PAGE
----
Innovative arch design for conforming to the natural arch of foot in a trend of shape conformal design of running shoes

Adidas recently launched Ultra Boost X that features a unique arch design in the central part of the running shoe where the natural arch of a human foot is (Figure 1). Flexible in nature and able to conform (at least partially) to the arch of a human foot, the arch design in Ultra Boost X is another product in an emerging trend to lend greater comfort to the runner through conforming a shoe to a foot.


Another innovative feature of Ultra Boost X comes from the unique sock like upper mesh that hugs the foot tightly. However, the design does not provide adequate protection to the foot during running as the soft, flexible upper mesh lacks mechanical strength.

Ultra Boost X side view

Figure 1: Unique arch design in the central portion of the running shoe attempts to conform the running shoe to the natural arch of the runner’s foot, but partial compression of the arch may lead to stress accumulation on the foot, and greater propensity for foot and knee injuries.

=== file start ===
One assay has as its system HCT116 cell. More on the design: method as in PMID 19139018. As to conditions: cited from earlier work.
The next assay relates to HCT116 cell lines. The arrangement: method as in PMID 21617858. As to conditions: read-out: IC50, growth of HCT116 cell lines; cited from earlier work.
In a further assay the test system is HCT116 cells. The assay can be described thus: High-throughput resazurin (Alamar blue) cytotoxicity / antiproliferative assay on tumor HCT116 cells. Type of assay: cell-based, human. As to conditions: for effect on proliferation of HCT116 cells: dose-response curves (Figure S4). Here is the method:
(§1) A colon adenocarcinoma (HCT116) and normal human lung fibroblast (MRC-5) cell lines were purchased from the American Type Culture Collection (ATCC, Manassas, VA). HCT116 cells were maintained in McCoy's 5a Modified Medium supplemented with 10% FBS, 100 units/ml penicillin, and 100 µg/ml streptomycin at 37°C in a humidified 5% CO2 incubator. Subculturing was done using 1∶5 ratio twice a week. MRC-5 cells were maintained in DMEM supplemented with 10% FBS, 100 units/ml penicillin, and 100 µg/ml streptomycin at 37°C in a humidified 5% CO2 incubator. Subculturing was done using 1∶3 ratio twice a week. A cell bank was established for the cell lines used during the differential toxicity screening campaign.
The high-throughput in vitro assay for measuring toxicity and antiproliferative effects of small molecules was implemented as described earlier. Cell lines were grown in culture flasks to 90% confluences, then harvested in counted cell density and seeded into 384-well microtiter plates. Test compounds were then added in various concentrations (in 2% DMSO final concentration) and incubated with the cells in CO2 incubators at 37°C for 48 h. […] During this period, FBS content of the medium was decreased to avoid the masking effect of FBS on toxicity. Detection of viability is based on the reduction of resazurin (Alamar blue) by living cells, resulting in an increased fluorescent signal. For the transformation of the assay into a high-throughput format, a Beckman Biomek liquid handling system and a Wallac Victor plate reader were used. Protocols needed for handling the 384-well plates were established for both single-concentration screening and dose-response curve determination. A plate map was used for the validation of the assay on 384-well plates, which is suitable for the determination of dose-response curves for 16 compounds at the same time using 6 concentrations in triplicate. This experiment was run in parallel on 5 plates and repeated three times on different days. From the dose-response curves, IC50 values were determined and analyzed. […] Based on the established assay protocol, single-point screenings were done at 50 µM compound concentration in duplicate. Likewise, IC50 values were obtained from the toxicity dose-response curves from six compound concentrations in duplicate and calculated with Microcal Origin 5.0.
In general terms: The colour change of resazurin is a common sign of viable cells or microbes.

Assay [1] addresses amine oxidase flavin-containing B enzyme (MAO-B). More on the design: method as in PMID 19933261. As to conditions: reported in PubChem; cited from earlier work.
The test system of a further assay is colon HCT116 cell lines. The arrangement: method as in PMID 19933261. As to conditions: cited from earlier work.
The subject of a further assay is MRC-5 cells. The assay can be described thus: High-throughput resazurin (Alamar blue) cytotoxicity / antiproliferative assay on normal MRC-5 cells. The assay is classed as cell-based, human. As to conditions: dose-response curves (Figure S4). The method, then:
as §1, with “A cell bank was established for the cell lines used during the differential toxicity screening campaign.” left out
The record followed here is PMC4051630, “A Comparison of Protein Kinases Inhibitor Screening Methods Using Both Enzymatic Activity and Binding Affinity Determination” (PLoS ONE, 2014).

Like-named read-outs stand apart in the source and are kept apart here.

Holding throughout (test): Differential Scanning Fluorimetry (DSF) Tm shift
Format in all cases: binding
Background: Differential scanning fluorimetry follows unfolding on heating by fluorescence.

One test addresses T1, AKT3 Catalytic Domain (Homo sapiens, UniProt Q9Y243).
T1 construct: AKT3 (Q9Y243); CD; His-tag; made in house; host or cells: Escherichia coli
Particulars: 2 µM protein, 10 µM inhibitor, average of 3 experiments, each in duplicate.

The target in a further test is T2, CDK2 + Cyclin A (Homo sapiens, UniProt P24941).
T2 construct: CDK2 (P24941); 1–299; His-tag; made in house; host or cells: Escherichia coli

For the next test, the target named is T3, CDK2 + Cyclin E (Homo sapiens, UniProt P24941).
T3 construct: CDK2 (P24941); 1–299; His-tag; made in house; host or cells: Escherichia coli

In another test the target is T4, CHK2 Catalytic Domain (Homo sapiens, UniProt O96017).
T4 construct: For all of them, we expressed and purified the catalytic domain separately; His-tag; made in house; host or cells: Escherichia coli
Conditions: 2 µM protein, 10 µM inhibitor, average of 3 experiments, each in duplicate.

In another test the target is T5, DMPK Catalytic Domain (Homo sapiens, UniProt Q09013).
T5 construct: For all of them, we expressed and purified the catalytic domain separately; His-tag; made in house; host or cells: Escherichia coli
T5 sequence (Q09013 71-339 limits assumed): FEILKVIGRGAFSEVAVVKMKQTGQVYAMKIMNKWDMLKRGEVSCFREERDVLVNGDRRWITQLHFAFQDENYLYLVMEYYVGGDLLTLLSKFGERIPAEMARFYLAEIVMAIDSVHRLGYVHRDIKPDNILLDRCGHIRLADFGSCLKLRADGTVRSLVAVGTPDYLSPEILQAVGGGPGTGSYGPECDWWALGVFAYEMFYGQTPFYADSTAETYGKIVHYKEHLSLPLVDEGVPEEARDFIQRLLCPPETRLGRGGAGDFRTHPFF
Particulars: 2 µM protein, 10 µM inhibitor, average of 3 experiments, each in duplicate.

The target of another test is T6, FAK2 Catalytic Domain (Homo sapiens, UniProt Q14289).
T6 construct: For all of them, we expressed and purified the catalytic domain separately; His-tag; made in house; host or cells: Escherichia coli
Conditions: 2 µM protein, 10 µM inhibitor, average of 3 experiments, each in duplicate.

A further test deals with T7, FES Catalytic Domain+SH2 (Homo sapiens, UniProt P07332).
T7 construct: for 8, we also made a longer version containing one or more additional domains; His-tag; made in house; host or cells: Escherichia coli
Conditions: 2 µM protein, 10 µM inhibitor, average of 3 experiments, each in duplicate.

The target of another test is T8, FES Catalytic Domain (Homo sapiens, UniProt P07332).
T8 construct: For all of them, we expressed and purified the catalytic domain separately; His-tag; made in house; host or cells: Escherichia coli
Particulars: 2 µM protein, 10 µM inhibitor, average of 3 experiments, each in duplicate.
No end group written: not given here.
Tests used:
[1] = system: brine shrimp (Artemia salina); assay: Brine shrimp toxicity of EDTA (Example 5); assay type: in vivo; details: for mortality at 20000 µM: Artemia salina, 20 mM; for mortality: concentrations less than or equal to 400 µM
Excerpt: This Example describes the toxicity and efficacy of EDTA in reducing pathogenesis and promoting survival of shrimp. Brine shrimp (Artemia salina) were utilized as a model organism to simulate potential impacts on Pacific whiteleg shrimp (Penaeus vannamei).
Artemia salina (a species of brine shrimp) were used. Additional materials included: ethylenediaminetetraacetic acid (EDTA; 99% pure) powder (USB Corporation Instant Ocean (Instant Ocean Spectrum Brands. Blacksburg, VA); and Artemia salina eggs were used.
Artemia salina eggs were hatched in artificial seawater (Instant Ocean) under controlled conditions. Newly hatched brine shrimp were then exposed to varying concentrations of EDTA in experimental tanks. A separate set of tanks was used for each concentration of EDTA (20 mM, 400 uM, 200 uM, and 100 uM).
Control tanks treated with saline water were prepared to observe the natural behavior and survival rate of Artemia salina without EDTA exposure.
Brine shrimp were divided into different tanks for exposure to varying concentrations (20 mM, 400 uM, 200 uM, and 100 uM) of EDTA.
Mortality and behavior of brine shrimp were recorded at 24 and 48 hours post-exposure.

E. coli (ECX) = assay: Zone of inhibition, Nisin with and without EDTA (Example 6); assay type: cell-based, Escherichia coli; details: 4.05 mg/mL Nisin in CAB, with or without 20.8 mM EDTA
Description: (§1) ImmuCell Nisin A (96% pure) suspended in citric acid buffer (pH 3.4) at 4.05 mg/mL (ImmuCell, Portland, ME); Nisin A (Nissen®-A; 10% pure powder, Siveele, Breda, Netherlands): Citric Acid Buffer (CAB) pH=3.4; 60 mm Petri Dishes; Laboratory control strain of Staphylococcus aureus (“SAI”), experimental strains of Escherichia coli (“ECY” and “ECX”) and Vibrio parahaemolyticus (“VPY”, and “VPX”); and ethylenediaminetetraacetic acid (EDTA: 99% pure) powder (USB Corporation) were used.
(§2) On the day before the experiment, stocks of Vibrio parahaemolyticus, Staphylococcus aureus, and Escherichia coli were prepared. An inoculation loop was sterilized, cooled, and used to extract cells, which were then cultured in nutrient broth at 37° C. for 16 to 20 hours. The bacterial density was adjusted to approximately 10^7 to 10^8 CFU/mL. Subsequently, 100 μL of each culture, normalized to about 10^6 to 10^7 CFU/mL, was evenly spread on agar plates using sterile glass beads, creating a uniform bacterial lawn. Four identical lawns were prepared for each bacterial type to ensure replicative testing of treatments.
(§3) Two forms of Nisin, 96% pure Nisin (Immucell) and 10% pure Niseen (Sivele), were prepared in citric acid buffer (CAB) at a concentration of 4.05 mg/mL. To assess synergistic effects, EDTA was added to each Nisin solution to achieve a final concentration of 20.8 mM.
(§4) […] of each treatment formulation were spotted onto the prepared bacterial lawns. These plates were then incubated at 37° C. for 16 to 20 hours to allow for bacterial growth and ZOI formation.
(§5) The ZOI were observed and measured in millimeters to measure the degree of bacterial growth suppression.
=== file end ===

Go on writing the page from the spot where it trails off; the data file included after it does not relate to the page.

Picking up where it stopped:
More importantly, the inability to completely tune the flexibility of the arch in Ultra Boost X to the weight of the runner meant that, at least for many runners, the arch would only be partially compressed, which would likely lead to an atypical running gait that could do serious damage to the knee.


Additionally, the two layered Boost foam that hinge the heel portion of the foot during impact on the ground, may deliver excess impact forces from the ground to the leg and knee of the runner; thereby, increasing the propensity for injuries during running.


Collectively, while the arch design in Adidas Ultra Boost X may be innovative in attempts to conform the shoe to the natural arch in a human foot, inability of most runners to completely compress the arch during running meant that the resulting atypical running gait could do serious damage to the knee.


Category: sports medicine, sports science,

Tags: arch design, running shoe, impact forces, knee injuries,


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